Ancillary Review Boards
An institutional review board (IRB) is one type of review board that investigators may work with while conducting research at NYU Grossman School of Medicine. Depending on the nature of your clinical trial or research study, you may also need to submit your protocol to other groups for review to ensure that it meets the necessary regulations.
Learn more about the following committees, institutes, and offices that review research at NYU Langone:
- Protocol Review and Monitoring Committee
- Research Conflicts of Interest Committee
- Radiation Safety Office
- Institutional Biosafety Committee
- Clinical and Translational Science Institute
- Embryonic Stem Cell Research Oversight Committee
- Bellevue Research Review Committee
All cancer-related protocols must be reviewed by the Protocol Review and Monitoring Committee, also known as the PRMC. The Clinical Research Support Unit provides administrative support for the PRMC. For further information, email firstname.lastname@example.org.
All conflicts of interest in research are reviewed by the Conflicts of Interest Management Unit. Conflicts of interest considered significant are reviewed by the Research Conflicts of Interest Committee. For more information, please log into the webpage of the Conflicts of Interest Management Unit using your Kerberos ID or contact the unit at 212-404-4079.
Two policies cover conflicts of interest:
- Policy on Conflicts of Interest in Research and Sponsored Programs replaces the Investigator Financial Interest Disclosure and Conflict of Interest Policy dated October 1, 1995. This policy applies to all investigators participating in sponsored research conducted at or under the auspices of NYU Grossman School of Medicine and NYU Langone.
- Policy on Institutional Conflicts of Interest in Human Subjects Research applies to financial interests that NYU Grossman School of Medicine or NYU Langone may have in human subjects research being conducted at the institution.
The Radiation Safety Office is based at NYU Grossman School of Medicine but serves as an institutional resource for all of NYU and for NYU Langone, NYC Health + Hospitals/Bellevue, and the VA NY Harbor Healthcare System.
The department seeks to assist researchers in achieving their educational, research, and clinical goals while ensuring safety and compliance with the many regulations associated with the use of radioactive materials and machine sources of ionizing radiation.
The department negotiates and holds various licenses and registrations that authorize the use of radiation sources at the locations under its jurisdiction and acts as an interface with associated agencies. It implements a radiation safety program, under the oversight of local radiation safety committees within the various locations, and provides support services.
The Radiation Safety Office is located at NYU Grossman School of Medicine in Medical Science Building G58 (opposite the student cafeteria). Its hours are 9:00AM to 5:00PM, Monday through Friday. If you would like to reach director Steven R. Wagner, MS, DABR, call the office at 212-263-6888.
You can also send mail to the office at the following address:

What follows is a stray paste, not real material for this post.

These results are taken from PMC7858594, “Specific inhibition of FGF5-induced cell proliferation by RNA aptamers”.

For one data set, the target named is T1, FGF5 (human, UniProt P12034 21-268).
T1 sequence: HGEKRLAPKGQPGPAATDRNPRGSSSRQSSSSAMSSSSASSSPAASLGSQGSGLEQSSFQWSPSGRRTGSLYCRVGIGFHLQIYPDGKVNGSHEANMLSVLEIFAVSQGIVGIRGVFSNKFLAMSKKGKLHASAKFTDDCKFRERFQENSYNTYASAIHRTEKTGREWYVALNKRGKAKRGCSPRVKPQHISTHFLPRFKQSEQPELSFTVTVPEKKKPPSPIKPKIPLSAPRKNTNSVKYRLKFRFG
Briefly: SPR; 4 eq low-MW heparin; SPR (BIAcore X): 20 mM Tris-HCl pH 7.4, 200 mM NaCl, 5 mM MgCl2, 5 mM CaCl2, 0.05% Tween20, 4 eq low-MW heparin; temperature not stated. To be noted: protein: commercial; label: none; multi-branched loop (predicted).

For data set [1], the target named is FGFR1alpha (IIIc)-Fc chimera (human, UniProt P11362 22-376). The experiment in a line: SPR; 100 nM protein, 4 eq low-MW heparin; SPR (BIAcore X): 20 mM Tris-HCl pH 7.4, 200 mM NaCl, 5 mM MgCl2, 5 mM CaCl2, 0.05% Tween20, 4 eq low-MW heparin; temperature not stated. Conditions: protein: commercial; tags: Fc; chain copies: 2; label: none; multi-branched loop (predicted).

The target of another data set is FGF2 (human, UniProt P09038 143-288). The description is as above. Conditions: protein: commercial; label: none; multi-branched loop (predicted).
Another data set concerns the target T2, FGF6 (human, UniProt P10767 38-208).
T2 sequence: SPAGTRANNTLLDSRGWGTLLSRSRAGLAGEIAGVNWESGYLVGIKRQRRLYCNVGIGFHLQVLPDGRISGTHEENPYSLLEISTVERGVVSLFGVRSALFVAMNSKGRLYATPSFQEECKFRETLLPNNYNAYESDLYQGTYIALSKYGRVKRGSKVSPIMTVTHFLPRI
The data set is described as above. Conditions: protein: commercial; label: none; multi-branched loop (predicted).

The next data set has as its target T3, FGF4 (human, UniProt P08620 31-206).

NYU Langone’s Radiation Safety Office
Medical Science Building G58
550 First Avenue
New York, NY 10016
All research that involves recombinant DNA (rDNA) molecules must be in compliance with the National Institutes of Health (NIH) guidelines for research involving rDNA molecules. NIH guidelines for safe and ethical conduct of rDNA research apply to both basic and clinical research studies.
NYU Grossman School of Medicine’s Institutional Biosafety Committee is responsible for approving risk assessment and the biosafety containment levels for such experiments.
The Clinical and Translational Science Institute is a partnership between NYU Langone and the New York City Health and Hospitals Corporation that has been designed to overcome roadblocks to clinical and translational research and to transform the way that research is carried out. The institute enhances the quality and productivity of research efforts at these institutions and across the nation as part of the NIH Clinical and Translational Science Awards consortium.
All research involving the use of human embryonic stem cells or human pluripotent stem cells must comply with NIH, National Academy of Sciences, Empire State Stem Cell Board, International Society for Stem Cell Research, and institutional regulations.
NYU Grossman School of Medicine’s Embryonic Stem Cell Research Oversight Committee reviews all research studies involving the use of human embryonic stem cells or human pluripotent stem cells and registers approved research protocols.
Before applying to conduct research at NYC Health + Hospitals/Bellevue, investigators should review the Bellevue guidance document to determine whether to list Bellevue as a site in Research Navigator.
If you determine that Bellevue is a research site, complete the following steps:
- To confirm that you have chosen Bellevue as a research site, please email email@example.com.
- Submit your study using the System to Track and Approve Research (STAR). All investigators conducting research at Bellevue must obtain approval from the Bellevue Research Review Committee and the Health + Hospitals Central Office Research Administration via STAR.
- Wait until you receive your approvals. Your study may begin at Bellevue upon the receipt of Health + Hospitals Central Office approval letter which is sent to you via the STAR system. Please note that annual renewals are required.
If you have questions regarding the STAR process or applying at Bellevue, please email firstname.lastname@example.org.
If you have NYU Langone–related questions regarding conducting research at Bellevue, please contact Bien Lee, MPA CCRC, senior research project manager in the Office of Science and Research, at 646-754-7201 or email@example.com.